I don’t mean to sound harsh but I’m sure if she has the funds and there are no children, it might be easier.
Post # 11
Yeah the only reason I mentioned the annulment is beacuse it seems like there’s more going on that what the OP said, at least that’s the impression I got.
Post # 12
It’s good advice, but there’s a very good chance that this won’t go away on its own. When a person attaches significance or emotional value to another person – or especially the idea of another person – and they’re in a relationship where for whatever reason needs are not being met, it’s sort of a setup for failure. The emotional high she gets from this new guy is absent in her marriage, which already seemed tense.
Getting around that is almost like getting around an addiction (to that emotional whatever). It takes a lot of time, a lot of support, and a replacement of what’s missing with a healthier choice.
My point being.. they’re going to need a lot of help. Chances are she’s run through the arguments like ‘grass is greener’ in her head and while it was enough to cause her to cut ties, it will take time to make them stick.
Is there counseling within their church community? Even post-affair counseling, since there was an emotional component?
Post # 14
hmmm…I really don’t think you can get an annulment just for adultery. (Think about it– all the people who can’t get annulments would just GO HAVE SEX with the person they wanted to! a little too easy…) An annulment has more to do with your state of mind and knowledge of what marriage is about (eg, whether or not you understand/believe that it is forever
but, yeah, what a sad situation. I will say a prayer that your friend can find the emotional connection that she needs and craves with her husband and doesn’t even have to investigate divorce. 🙁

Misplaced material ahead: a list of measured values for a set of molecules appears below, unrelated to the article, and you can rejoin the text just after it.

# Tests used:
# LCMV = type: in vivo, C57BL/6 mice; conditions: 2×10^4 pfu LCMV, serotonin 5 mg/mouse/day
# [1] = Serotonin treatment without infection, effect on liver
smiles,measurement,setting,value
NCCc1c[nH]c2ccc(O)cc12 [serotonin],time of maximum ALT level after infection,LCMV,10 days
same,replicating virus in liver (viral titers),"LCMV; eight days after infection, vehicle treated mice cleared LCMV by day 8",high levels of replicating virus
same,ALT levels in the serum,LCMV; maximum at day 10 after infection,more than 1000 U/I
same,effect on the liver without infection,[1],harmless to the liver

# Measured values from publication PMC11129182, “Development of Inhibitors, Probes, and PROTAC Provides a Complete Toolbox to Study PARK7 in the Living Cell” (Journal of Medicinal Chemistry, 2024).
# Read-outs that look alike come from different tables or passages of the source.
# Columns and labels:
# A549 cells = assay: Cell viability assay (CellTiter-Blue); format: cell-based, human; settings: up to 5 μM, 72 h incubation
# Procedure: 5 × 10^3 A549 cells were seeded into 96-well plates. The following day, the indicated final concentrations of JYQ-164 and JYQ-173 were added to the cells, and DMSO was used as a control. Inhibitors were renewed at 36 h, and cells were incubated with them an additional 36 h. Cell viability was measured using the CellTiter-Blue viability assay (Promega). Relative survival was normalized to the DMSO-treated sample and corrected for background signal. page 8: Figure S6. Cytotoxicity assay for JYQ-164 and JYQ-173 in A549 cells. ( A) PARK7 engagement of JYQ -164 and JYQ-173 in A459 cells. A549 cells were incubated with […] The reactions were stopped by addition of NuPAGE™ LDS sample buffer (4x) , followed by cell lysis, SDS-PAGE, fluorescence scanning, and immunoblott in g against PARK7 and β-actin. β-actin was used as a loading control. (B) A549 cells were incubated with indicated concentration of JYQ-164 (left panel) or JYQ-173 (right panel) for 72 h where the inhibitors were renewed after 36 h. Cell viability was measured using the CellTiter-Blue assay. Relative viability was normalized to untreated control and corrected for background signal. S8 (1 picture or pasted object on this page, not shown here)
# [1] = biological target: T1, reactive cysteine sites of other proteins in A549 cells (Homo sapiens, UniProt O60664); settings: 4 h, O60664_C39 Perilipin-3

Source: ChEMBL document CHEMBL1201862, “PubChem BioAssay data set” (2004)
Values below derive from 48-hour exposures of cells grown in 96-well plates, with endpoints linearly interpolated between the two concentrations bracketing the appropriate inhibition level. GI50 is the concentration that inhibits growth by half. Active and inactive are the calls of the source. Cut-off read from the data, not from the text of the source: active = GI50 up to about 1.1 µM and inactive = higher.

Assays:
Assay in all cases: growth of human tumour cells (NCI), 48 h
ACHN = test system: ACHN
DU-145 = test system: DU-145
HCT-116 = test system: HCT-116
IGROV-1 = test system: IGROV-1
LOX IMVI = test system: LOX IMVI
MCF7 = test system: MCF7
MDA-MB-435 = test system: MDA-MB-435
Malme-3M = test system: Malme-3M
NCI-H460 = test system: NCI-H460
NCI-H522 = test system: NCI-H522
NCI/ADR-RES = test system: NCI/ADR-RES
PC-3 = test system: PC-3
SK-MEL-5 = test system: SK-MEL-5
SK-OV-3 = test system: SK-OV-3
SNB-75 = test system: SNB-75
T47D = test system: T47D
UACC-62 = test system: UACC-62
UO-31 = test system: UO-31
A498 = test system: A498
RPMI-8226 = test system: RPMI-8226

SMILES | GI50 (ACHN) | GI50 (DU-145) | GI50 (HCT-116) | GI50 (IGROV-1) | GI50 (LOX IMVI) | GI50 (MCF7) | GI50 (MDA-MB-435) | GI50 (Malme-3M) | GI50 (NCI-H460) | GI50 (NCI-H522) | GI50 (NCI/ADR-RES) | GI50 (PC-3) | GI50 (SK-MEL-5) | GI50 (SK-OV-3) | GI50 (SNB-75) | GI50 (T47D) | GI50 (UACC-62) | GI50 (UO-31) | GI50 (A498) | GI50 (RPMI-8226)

Post # 15
If they don’t have children, then they could get an annulment. Not having children is a valid reason for an annulment, since a Catholic marriage is not valid unless the couple eventually has children. The thing is to prove that one partner went into the marriage without the intention of having children.
During pre cana, our deacon told us the story of a man who got an annulment without much effort after he discovered that his wife was on the BC pill.
Post # 16
I think there are really two separate questions here. One is whether or not she can save her marriage….or if she wants to. The other is if she does leave her marriage, how does the Church view that…and can she ever remarry?
The first question I have no answers for. I have a friend that was in a similar situation. She did get a divorce but did not end up with the “soulmate” for other reasons. She has since remarried to a man she met a few years after her divorce and is very happy with him. She now says that the “soulmate” really wasn’t a soulmate after all, but he was someone who opened her eyes to things that were missing in her relationship with her ex-husband. She made a much better choice in her second husband and actually doesn’t regret what happened because it let her to him.
As for the Catholic part of things, marriage is a sacrament and indissoluable. But divorce alone will not make her unable to take communion. It is remarriage outside the Church that bars a person from the Eucharist because the Church still considers the person to be married to her first spouse; thus, she is married to one man and living and (presumably) having sex with another man.
As previous posters have mentioned, though a valid sacramental marriage only ends with the death of one of the parties, if the Church finds that the marriage was invalid from the beginning, that marriage can be annulled, leaving both parties free to marry in the Church. Adultery, mental or physical, is not grounds for an annullment, however. The OPs friend would likely have to prove a case based on one or the other (or both) of them being unable to fully consent to marriage. They’d have to prove that at least one of them wasn’t mature enough to understand the full extent of what they were doing. If they could prove their case, then an annulment would be granted.